Time for employers to start watching the clocks – Donna Reynolds

Elon Musk, co-founder and chief executive officer of Tesla Inc, admits he works excessive hours. Picture: AFP/Getty
Elon Musk, co-founder and chief executive officer of Tesla Inc, admits he works excessive hours. Picture: AFP/Getty
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Working Time Regulations may be under pressure, but the hours your employees work must be reliably recorded, says Donna Reynolds

Elon Musk has admitted to it. Jack Ma encourages it. At the time of writing, Theresa May is almost certainly doing it. A cursory glance at fellow commuters on any train or bus will reveal it is not exclusive to the rich and famous. What am I talking about? Working excessive hours or, at the very least, more than our contracted hours of work.

Donna Reynolds is an Employment Partner at Blackadders

Donna Reynolds is an Employment Partner at Blackadders

Hopefully, no-one reading this will be working 120-hour weeks and sleeping at the office as Musk has, but a few might just have hours of work that are, or have been on occasion, similar to the Chinese work practice known as ‘996’, where employees work 9am-9pm, six days a week. For Ma, this is the key to an efficient and optimal workforce and has called the opportunity to work in this way as a “blessing”.

It is true that the concept of clocking on and clocking off is no longer straightforward. Analysis by the TUC in 2018 revealed that commuting time has increased over the past decade, regardless of the method of travel. And how are we filling our commuting time? By working. A study commissioned by the University of West England, also in 2018, revealed that 54 per cent of rail passengers using Wi-Fi are sending work emails while others are using their own personal mobile phone connections for work purposes. The commute to work is an opportunity to get ahead before arriving at the office whereas work not completed during regular working hours can be completed during the commute home. In some cases, the result was an extra two hours of work per day.

The Working Time Regulations 1998 (WTR) do not permit workers to work more than 48 hours a week on a 17-week average (unless they opt out) and working time is defined as any period during which the worker is working, carrying out his duties and at the employer’s disposal. It is also any period during which the worker is receiving “relevant training” and any additional period in a relevant agreement (for example, a collective agreement, a workforce agreement or contract of employment). Thanks, in part, to the findings of these studies, there have been calls for the time spent dealing with emails while commuting to count as work and while there would be little dispute that the worker is “working”, the issue is whether the worker is also “carrying out his duties” and “at the employer’s disposal”.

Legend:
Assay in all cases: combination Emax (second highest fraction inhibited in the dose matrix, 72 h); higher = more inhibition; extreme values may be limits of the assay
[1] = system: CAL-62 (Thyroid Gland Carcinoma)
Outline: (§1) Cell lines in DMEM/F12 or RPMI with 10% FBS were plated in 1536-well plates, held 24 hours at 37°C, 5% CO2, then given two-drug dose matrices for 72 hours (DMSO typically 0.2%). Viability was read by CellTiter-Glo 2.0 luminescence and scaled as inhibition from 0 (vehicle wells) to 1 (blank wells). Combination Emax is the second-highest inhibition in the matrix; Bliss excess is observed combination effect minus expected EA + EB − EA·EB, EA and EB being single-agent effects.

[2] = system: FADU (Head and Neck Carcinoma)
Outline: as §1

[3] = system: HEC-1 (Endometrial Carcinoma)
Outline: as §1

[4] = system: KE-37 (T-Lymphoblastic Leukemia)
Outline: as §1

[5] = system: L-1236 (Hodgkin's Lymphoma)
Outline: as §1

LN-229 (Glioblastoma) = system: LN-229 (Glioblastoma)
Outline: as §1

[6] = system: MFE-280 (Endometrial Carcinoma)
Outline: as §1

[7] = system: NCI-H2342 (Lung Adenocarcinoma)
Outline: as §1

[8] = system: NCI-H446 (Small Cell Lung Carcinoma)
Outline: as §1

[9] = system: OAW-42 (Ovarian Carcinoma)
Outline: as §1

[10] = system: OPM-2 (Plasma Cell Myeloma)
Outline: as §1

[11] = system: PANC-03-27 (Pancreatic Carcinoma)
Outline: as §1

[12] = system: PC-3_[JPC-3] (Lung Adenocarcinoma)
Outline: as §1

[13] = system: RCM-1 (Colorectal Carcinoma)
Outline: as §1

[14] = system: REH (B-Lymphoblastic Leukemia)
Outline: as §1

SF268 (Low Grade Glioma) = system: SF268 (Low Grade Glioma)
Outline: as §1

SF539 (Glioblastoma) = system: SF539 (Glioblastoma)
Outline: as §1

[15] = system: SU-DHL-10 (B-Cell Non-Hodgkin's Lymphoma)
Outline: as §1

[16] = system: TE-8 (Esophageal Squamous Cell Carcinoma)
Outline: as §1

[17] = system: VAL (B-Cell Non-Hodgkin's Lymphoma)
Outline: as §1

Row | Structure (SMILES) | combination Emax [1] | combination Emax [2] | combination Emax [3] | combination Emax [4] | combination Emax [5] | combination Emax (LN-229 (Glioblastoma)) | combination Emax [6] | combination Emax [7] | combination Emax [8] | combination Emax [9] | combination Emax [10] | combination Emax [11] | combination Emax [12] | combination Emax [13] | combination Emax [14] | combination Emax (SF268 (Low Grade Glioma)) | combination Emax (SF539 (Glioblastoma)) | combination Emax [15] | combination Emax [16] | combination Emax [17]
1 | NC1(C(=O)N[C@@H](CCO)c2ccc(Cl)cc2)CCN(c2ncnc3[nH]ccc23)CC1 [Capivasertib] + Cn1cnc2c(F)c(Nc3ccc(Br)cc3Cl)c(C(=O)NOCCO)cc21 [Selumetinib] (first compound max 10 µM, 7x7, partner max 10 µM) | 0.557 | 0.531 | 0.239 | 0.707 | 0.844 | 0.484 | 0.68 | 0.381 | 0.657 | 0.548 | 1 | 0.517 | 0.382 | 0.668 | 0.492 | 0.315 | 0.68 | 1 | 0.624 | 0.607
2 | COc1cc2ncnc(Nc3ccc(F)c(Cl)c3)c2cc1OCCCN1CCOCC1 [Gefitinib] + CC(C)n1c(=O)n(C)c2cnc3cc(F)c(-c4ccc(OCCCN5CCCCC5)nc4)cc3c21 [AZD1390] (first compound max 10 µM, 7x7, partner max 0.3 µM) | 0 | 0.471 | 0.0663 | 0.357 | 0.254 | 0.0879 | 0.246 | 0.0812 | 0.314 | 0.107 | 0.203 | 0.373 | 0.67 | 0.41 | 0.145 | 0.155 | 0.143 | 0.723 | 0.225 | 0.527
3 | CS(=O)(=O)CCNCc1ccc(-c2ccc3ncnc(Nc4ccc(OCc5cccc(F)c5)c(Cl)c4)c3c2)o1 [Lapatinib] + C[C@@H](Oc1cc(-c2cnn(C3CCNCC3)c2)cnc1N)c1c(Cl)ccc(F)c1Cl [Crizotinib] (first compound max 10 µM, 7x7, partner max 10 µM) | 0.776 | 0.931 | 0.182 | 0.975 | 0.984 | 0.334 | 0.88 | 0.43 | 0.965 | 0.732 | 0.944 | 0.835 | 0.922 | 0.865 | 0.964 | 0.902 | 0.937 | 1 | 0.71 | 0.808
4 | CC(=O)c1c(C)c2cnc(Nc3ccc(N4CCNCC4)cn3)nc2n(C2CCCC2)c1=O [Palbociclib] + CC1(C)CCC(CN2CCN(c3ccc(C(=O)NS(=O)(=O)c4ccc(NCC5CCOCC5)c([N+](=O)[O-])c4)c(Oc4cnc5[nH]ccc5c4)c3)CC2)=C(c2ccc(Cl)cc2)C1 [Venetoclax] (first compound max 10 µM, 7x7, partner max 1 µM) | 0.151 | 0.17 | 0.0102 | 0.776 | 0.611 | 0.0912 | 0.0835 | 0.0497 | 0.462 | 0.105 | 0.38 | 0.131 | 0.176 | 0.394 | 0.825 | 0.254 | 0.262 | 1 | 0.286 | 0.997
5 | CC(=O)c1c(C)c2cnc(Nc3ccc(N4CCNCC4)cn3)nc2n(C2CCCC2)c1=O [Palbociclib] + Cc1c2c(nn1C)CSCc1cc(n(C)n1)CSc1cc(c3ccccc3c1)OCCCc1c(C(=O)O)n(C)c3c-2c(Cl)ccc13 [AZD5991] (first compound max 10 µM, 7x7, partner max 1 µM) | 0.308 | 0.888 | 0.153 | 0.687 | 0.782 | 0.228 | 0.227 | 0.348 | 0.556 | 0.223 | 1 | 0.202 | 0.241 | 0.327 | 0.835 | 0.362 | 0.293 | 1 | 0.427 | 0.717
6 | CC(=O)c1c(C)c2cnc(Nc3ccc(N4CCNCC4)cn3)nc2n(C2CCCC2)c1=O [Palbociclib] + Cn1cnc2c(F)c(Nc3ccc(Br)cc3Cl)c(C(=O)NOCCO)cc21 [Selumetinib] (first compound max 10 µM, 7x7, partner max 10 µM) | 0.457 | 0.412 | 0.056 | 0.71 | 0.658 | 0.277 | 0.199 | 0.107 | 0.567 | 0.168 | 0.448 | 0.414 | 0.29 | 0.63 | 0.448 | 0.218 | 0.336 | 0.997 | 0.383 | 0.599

WTR is silent on whether travel to and from a place of work should be considered working time. Non-statutory guidance suggests travelling outside normal working hours is not included because the employer has no control over how long the worker spends commuting or what they do, and for how long, during the commute. Therefore, as a general rule, the worker is not at the employer’s disposal until they reach the workplace, unless the employer was compelling them to do something.

For that reason, work taken home at the employer’s request will normally be treated as working time, which is very different from the worker trying to be diligent and organised with their workload or even the worker who has spent his or her working day procrastinating and is trying to make up for lost time, while commuting. Working from home (or the train) voluntarily and unpaid overtime undertaken voluntarily will not normally be working time.

That aside, there is the issue of how this time might be captured. In recent weeks the ECJ has held that Member States must require employers to set up “objective, reliable and accessible systems enabling the duration of time worked each day by each worker to be measured”. The difficulty is, the WTR only require an employer to record whether the weekly working time limits and night work limits are being complied with. It does not specially require all hours of work to be recorded (as well as being silent on the issue of daily or weekly rest). In practice, employers rely on other records such pay records in order to meet their obligations under the WTR. The future of the WTR may be uncertain (certain members of the cabinet previously called for them to be scrapped post-Brexit) but all employers would be well advised to record, in an objective, reliable and accessible way, the working hours (and breaks) of all their employees.

The time has come for employers to start watching the clocks.

Donna Reynolds is an Employment Partner at Blackadders